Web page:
Hunebed G5 is the last hunebed discovered in the Netherlands and also the northernmost.
Hunebed G5 is the last hunebed discovered in the Netherlands and also the northernmost. It was excavated in 1982 by archaeologists from the University of Groningen under the wierde of Heveskesklooster in the Oosterhoek of Delfzijl. They were looking for the remains of a monastery of the Johannite Order.
The hunebed consists of six sidestones, one closure stone, and three capstones. This is the only example of this type of hunebed in the Netherlands, and it is called a rectangular dolmen or extended dolmen.
The hunebed was already partially disturbed when it was discovered, and this damage is dated to before 2200 BC.
The designation G5 indicates that this is the fifth Groningen hunebed. The numbering of the hunebeds was an initiative of Albert van Giffen. While he only numbered the hunebeds in Drenthe that he personally encountered, he also numbered the disappeared hunebeds in Groningen, including those in Glimmen and Noordlaren (G2, G3, and G4). Therefore, the new discovery was named G5.
The discovery of G5 has led to new speculation about the origin of the builders of the hunebeds, the Funnel Beaker culture, in the Netherlands. All other surviving Dutch hunebeds are located on the Drenthe Plateau, particularly on and around the Hondsrug. The location of G5, on the coast of the Ems Estuary, may indicate that members of the Funnel Beaker culture entered the country not by land but from the sea.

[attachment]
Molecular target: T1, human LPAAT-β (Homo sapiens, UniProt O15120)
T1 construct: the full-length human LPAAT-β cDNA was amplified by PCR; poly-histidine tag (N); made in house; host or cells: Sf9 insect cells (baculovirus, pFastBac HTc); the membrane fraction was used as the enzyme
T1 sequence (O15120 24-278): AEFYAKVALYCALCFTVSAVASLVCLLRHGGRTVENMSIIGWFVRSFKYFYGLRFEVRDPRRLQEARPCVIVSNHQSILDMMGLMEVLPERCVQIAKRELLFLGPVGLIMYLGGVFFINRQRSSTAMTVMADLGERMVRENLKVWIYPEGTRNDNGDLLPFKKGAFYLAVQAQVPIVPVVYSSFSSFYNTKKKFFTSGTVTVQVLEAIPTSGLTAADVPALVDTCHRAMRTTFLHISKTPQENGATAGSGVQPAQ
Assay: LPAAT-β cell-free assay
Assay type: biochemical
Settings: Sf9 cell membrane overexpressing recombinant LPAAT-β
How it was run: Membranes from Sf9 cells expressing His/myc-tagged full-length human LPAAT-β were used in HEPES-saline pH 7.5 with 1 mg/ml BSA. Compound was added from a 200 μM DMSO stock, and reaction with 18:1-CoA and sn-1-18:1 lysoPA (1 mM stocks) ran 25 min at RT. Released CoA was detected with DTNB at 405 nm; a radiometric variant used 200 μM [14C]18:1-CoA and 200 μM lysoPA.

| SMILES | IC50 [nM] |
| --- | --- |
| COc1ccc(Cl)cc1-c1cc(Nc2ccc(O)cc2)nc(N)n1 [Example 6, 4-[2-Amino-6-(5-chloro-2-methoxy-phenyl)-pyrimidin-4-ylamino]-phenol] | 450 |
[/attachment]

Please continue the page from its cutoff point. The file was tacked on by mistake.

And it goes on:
Hunebed G5 could not remain at the original location because it was believed that the advancing industrial area of Oosterhorn from Delfzijl would reach there. It is now located in the Muzeeaquarium Delfzijl. The accompanying Neolithic stone box is separated from the hunebed and housed in the Hunebedcentrum in Borger. The removal and splitting of this archaeological monument is a significant exception in modern times.